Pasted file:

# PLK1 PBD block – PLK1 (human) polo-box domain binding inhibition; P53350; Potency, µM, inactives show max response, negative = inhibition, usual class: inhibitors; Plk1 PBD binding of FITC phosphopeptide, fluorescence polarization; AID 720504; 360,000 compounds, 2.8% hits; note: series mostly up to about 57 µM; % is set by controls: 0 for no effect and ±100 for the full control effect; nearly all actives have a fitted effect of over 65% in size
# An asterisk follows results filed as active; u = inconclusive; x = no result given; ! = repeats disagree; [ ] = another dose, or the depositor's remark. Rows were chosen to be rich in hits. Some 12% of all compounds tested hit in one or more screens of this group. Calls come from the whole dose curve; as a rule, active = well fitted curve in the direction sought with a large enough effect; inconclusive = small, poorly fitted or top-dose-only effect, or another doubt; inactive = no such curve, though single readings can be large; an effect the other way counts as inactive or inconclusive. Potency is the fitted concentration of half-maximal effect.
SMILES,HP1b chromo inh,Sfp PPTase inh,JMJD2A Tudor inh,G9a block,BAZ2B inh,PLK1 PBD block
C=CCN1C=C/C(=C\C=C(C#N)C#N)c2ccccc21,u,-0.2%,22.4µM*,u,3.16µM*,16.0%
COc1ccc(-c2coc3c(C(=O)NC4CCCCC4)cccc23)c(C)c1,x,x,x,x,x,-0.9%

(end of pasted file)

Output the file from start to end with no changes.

# PLK1 PBD block – PLK1 (human) polo-box domain binding inhibition; P53350; Potency, µM, inactives show max response, negative = inhibition, usual class: inhibitors; Plk1 PBD binding of FITC phosphopeptide, fluorescence polarization; AID 720504; 360,000 compounds, 2.8% hits; note: series mostly up to about 57 µM; % is set by controls: 0 for no effect and ±100 for the full control effect; nearly all actives have a fitted effect of over 65% in size
# An asterisk follows results filed as active; u = inconclusive; x = no result given; ! = repeats disagree; [ ] = another dose, or the depositor's remark. Rows were chosen to be rich in hits. Some 12% of all compounds tested hit in one or more screens of this group. Calls come from the whole dose curve; as a rule, active = well fitted curve in the direction sought with a large enough effect; inconclusive = small, poorly fitted or top-dose-only effect, or another doubt; inactive = no such curve, though single readings can be large; an effect the other way counts as inactive or inconclusive. Potency is the fitted concentration of half-maximal effect.
SMILES,HP1b chromo inh,Sfp PPTase inh,JMJD2A Tudor inh,G9a block,BAZ2B inh,PLK1 PBD block
C=CCN1C=C/C(=C\C=C(C#N)C#N)c2ccccc21,u,-0.2%,22.4µM*,u,3.16µM*,16.0%
COc1ccc(-c2coc3c(C(=O)NC4CCCCC4)cccc23)c(C)c1,x,x,x,x,x,-0.9%